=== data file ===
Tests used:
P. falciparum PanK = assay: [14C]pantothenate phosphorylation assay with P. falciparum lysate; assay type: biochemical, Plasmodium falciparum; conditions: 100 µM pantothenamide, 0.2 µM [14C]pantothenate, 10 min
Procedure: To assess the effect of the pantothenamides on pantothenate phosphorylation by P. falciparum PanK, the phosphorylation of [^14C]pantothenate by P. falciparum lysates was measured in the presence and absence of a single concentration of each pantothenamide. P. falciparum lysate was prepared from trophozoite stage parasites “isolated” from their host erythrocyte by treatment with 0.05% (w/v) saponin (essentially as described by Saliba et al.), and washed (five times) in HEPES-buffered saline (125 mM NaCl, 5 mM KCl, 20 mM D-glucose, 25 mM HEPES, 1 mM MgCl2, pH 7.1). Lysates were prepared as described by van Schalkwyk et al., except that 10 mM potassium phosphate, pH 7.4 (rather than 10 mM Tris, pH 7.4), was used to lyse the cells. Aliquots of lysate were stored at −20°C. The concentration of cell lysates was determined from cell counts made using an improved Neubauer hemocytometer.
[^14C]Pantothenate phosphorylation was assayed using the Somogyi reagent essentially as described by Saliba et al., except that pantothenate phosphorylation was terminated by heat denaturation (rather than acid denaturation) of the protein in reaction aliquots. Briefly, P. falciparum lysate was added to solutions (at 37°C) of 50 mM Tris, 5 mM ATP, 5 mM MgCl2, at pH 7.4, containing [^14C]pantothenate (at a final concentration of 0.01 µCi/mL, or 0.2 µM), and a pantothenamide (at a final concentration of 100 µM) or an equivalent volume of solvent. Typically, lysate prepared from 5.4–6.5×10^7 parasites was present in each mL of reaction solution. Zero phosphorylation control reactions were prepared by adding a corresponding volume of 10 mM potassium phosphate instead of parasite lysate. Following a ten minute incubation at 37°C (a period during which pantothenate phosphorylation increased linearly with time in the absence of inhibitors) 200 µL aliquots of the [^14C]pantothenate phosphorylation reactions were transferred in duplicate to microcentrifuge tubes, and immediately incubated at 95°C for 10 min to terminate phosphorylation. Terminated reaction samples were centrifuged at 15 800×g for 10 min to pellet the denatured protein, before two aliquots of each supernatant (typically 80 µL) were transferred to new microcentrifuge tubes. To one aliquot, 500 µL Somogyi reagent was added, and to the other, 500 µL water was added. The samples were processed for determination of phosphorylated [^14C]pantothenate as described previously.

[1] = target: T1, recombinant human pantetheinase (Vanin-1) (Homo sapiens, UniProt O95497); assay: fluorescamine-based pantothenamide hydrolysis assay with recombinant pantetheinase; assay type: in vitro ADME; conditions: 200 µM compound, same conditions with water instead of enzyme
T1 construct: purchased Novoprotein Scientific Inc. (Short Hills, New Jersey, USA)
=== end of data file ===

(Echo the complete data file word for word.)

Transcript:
Tests used:
P. falciparum PanK = assay: [14C]pantothenate phosphorylation assay with P. falciparum lysate; assay type: biochemical, Plasmodium falciparum; conditions: 100 µM pantothenamide, 0.2 µM [14C]pantothenate, 10 min
Procedure: To assess the effect of the pantothenamides on pantothenate phosphorylation by P. falciparum PanK, the phosphorylation of [^14C]pantothenate by P. falciparum lysates was measured in the presence and absence of a single concentration of each pantothenamide. P. falciparum lysate was prepared from trophozoite stage parasites “isolated” from their host erythrocyte by treatment with 0.05% (w/v) saponin (essentially as described by Saliba et al.), and washed (five times) in HEPES-buffered saline (125 mM NaCl, 5 mM KCl, 20 mM D-glucose, 25 mM HEPES, 1 mM MgCl2, pH 7.1). Lysates were prepared as described by van Schalkwyk et al., except that 10 mM potassium phosphate, pH 7.4 (rather than 10 mM Tris, pH 7.4), was used to lyse the cells. Aliquots of lysate were stored at −20°C. The concentration of cell lysates was determined from cell counts made using an improved Neubauer hemocytometer.
[^14C]Pantothenate phosphorylation was assayed using the Somogyi reagent essentially as described by Saliba et al., except that pantothenate phosphorylation was terminated by heat denaturation (rather than acid denaturation) of the protein in reaction aliquots. Briefly, P. falciparum lysate was added to solutions (at 37°C) of 50 mM Tris, 5 mM ATP, 5 mM MgCl2, at pH 7.4, containing [^14C]pantothenate (at a final concentration of 0.01 µCi/mL, or 0.2 µM), and a pantothenamide (at a final concentration of 100 µM) or an equivalent volume of solvent. Typically, lysate prepared from 5.4–6.5×10^7 parasites was present in each mL of reaction solution. Zero phosphorylation control reactions were prepared by adding a corresponding volume of 10 mM potassium phosphate instead of parasite lysate. Following a ten minute incubation at 37°C (a period during which pantothenate phosphorylation increased linearly with time in the absence of inhibitors) 200 µL aliquots of the [^14C]pantothenate phosphorylation reactions were transferred in duplicate to microcentrifuge tubes, and immediately incubated at 95°C for 10 min to terminate phosphorylation. Terminated reaction samples were centrifuged at 15 800×g for 10 min to pellet the denatured protein, before two aliquots of each supernatant (typically 80 µL) were transferred to new microcentrifuge tubes. To one aliquot, 500 µL Somogyi reagent was added, and to the other, 500 µL water was added. The samples were processed for determination of phosphorylated [^14C]pantothenate as described previously.

[1] = target: T1, recombinant human pantetheinase (Vanin-1) (Homo sapiens, UniProt O95497); assay: fluorescamine-based pantothenamide hydrolysis assay with recombinant pantetheinase; assay type: in vitro ADME; conditions: 200 µM compound, same conditions with water instead of enzyme
T1 construct: purchased Novoprotein Scientific Inc. (Short Hills, New Jersey, USA)